Pronghorn - Evolution and History

The pronghorn antelope that we know today are a sole survivor from a family that actually used to consist of many unique species.  Antilocapridae was once divided into two subfamilies, the Merycodontinae and the Antilocaprinae.  Merycodontinae became extinct towards the end of the Miocene era.  In the late Miocene, the Antilocaprinae appeare and persist to this day with our one remaining species, the Antelocapra americana.  The main difference in the ancestors of the pronghorn antelope of today was horn structure. Some had more tines, almost like deer, and some had different tips to their horns.  As the antelope were evolving one of the main pressures which made them what they are today was the predators that they lived with.  Antelope are amazing runners. They are able to reach speeds of up to 70 miles per hour.  They are considered the fastest land mammal in North America.  The reason that they run this fast is that they used to live among a different set of predators than they currently have. A cheetah used to live in the United States, but it is now extinct.  In order to evade these fast predators, pronghorns evolved to be able to sustain speeds that were both faster than those of the cheetah, and they were able to sustain such speeds for a longer amount of time.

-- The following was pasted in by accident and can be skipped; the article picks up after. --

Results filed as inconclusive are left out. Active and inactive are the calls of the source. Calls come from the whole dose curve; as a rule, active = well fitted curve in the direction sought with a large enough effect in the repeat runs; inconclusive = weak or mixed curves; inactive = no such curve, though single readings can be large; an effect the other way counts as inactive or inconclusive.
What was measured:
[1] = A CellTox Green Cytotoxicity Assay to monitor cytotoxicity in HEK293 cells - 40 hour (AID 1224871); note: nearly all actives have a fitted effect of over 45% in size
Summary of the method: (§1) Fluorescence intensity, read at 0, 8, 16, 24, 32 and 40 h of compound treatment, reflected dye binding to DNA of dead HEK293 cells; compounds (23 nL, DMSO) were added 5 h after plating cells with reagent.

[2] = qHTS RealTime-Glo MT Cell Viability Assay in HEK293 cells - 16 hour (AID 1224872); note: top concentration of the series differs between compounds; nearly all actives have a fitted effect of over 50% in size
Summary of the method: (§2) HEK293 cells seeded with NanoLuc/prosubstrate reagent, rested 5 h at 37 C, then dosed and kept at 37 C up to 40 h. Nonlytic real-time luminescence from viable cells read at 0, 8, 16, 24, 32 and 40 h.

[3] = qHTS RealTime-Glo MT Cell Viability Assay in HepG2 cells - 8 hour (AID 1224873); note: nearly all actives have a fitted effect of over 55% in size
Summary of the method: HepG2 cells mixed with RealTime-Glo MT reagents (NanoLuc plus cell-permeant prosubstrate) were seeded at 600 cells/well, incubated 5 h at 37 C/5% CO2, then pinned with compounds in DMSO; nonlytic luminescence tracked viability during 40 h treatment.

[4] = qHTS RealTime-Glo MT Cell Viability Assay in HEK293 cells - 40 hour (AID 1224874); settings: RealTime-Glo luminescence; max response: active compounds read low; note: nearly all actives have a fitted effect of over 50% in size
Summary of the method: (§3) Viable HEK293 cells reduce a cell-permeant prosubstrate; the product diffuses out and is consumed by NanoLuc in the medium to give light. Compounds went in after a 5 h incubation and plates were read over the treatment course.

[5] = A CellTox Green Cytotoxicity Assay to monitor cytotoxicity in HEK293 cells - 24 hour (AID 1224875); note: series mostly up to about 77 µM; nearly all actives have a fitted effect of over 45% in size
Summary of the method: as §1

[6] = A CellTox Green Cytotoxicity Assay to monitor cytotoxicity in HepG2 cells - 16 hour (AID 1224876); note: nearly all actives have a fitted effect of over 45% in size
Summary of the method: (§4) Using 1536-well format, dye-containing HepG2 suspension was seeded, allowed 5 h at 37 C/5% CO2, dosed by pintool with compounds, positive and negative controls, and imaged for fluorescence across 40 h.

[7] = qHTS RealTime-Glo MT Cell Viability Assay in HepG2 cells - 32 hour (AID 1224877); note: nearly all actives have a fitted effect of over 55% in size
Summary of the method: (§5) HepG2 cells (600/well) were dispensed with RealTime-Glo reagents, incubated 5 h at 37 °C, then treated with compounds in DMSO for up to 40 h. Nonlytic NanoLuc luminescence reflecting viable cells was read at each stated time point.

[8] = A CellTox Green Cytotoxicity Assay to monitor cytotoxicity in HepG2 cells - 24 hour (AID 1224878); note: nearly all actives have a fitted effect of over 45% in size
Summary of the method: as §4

Pronghorn also live in areas where there is not much cover around. The flat grasslands do not give them much of a chance to hide.  Because there is not much in their habitat to restrict their line of vision, the established an amazing sense of vision.  They have nearly 360 vision and can see as well as a person using 8x binoculars.  Their amazing vision combined with their other keen senses of hearing and smell, make them difficult to sneak up on.  If they do find themselves in a situation where they are too close to a predator they can simply use their speedy legs to get them out of danger.